Whether you’ve known for some time that your friend is struggling with a substance use disorder or you only recently became aware of the problem, it’s wonderful that you want to show your support for their desire to seek treatment. Worrying about saying—or doing—the wrong thing is understandable, but to ease your concerns the team at St. Joseph Institute for Addiction‘s Pennsylvania drug and alcohol addiction residential treatment center has provided this list of ways you can help a friend in rehab.
Help Them Make Preliminary Arrangements
Making the arrangements to check into rehab can be overwhelming for someone who is experiencing a severe addiction. Offering to help with research or attending appointments with your friend can ease any anxiety they might be feeling.
Reviewing the following articles can help you be better informed about what happens when someone enters rehab:
- Choosing a Treatment Program
- Don’t Put Off Rehab Over COVID-19 Fears
- Taking Time Off Work to Attend Rehab
- Does Your Insurance Cover Rehab?
Maintain Things at Home While They Are Away
Often, people who are planning to enter rehab are worried about what happens to their home life while they are away. Depending on your friend’s specific concerns and your ability to help, you might:
- Offer to provide backup childcare
- Handle pet-sitting duties
- Water plants
- Pick up mail or packages
- Tidy up so they can return home to a clean and peaceful environment
Keep in Touch
While rehab is a time to focus on self-improvement, your friend can use your support. Contact the rehab center to learn what their policies are regarding visits, phone calls, and/or letters.
Messages of support you can relay to your friend include:
- I’m so proud of you.
- I’m here for you.
- I have faith in you.
- I believe in you.
- You are stronger than you realize.
- You’re being brave by getting the help you need.
- I know this is hard, but we’ll get through it together.
What you want to avoid is making comparisons to others who’ve battled addiction. Even if you’re trying to be helpful, comparisons to celebrities or mutual acquaintances can make your friend feel like there is a “right” and “wrong” way to go about recovery. Your friend’s experience is unique, and however they’re feeling in the moment is valid.
Offer Forgiveness for Past Mistakes
Without drugs or alcohol to cloud their judgment, your friend is likely feeling a great deal of shame and remorse for past addiction-related behavior. Being willing to forgive your friend for previous arguments or missing important events is one of the greatest gifts you can provide during this time.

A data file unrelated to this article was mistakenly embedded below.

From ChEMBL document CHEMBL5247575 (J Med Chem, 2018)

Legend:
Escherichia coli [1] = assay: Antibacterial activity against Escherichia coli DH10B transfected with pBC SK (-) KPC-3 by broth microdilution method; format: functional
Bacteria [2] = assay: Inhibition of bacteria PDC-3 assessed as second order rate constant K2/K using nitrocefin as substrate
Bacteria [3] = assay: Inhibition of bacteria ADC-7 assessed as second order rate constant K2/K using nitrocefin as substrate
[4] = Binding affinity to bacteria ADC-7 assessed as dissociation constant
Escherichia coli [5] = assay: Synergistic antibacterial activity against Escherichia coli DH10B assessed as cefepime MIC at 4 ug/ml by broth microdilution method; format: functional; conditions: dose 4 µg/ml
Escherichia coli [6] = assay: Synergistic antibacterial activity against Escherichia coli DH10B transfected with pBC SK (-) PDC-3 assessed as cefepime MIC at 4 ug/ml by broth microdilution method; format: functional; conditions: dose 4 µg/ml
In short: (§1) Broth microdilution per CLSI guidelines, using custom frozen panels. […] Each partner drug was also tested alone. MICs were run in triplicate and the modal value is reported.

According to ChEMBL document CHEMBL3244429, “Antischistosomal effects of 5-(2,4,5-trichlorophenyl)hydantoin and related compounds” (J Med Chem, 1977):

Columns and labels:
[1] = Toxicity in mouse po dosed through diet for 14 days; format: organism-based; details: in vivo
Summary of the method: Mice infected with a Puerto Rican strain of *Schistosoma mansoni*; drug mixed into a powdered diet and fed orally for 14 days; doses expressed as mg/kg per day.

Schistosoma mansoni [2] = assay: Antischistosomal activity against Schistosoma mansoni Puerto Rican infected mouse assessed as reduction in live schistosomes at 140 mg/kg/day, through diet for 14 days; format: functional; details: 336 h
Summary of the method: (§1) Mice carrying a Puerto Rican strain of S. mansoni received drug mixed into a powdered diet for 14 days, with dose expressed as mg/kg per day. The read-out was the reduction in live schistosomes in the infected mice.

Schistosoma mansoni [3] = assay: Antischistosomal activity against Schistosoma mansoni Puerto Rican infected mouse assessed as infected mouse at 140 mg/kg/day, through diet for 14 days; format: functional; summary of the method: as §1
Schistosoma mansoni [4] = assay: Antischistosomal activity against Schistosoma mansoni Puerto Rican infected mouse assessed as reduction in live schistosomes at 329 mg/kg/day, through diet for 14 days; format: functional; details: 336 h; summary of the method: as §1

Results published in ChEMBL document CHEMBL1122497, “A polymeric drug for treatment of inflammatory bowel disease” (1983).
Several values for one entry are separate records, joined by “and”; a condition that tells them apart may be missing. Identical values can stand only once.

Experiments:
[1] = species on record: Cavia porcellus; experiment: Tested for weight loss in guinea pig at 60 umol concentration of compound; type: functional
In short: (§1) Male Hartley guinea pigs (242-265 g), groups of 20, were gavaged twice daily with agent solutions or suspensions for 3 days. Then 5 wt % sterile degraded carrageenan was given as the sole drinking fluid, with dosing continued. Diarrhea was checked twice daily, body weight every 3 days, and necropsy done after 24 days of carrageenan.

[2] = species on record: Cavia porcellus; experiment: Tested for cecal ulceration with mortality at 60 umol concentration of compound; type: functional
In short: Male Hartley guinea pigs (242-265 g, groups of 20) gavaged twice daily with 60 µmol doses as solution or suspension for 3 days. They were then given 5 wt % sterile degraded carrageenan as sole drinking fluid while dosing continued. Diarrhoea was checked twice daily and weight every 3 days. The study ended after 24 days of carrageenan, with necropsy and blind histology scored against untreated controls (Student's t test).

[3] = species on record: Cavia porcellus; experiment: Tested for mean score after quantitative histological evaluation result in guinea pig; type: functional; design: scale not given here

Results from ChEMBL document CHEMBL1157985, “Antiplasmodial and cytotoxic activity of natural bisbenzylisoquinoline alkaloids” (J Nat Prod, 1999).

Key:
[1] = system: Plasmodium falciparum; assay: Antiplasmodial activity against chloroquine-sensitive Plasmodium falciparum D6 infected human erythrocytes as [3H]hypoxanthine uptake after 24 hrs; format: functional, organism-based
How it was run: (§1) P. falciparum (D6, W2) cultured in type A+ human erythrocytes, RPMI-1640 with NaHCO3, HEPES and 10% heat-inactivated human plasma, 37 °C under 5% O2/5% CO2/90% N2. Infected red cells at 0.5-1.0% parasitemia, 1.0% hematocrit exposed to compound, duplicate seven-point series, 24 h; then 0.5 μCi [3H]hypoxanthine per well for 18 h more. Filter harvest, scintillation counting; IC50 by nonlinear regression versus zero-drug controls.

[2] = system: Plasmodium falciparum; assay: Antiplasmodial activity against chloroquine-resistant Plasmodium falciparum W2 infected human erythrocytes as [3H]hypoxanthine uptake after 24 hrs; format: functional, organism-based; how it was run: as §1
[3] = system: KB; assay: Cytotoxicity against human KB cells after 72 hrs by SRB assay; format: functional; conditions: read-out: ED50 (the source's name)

Forgiving isn’t the same as forgetting. It’s OK if you’re still feeling hurt, but forgiving means you’re making a choice to accept that everyone makes mistakes sometimes and that dwelling on the past keeps you from moving forward in your relationship.
Focus on the Future
Having something to look forward to can help keep your friend’s spirits high while they’re dealing with uncomfortable withdrawal symptoms. For example, you might suggest buying tickets to a concert by a band you both love, taking a weekend road trip, or checking out a restaurant that recently opened.
Trying something new together, such as a painting class or learning how to play the guitar, might also be an option to consider. Brainstorming ideas with your friend can give you something to talk about and help you better understand what they want their post-rehab life to look like.
The recovery journey is notoriously unpredictable. Making major life changes is never easy, and getting sober requires changing nearly every aspect of a person’s life. It is perfectly normal for your friend to have good days and bad days. Try your best to be patient with them during this difficult time.
Take Care of Yourself
Self-care is not selfish. Addiction affects everyone a person is close to, so it’s understandable if you’re having your own emotional difficulties during this time. Part of being a good friend is taking care of yourself, so you’re better able to provide the support your friend needs as they continue through their recovery journey.
Writing about your feelings in a journal, talking to a spiritual leader, or seeing a counselor can help you process the conflicting emotions you may be feeling about your friend’s substance use disorder. We also encourage you to investigate support groups such as Al-Anon or Nar-Anon that can connect you with others who’ve gone through similar experiences.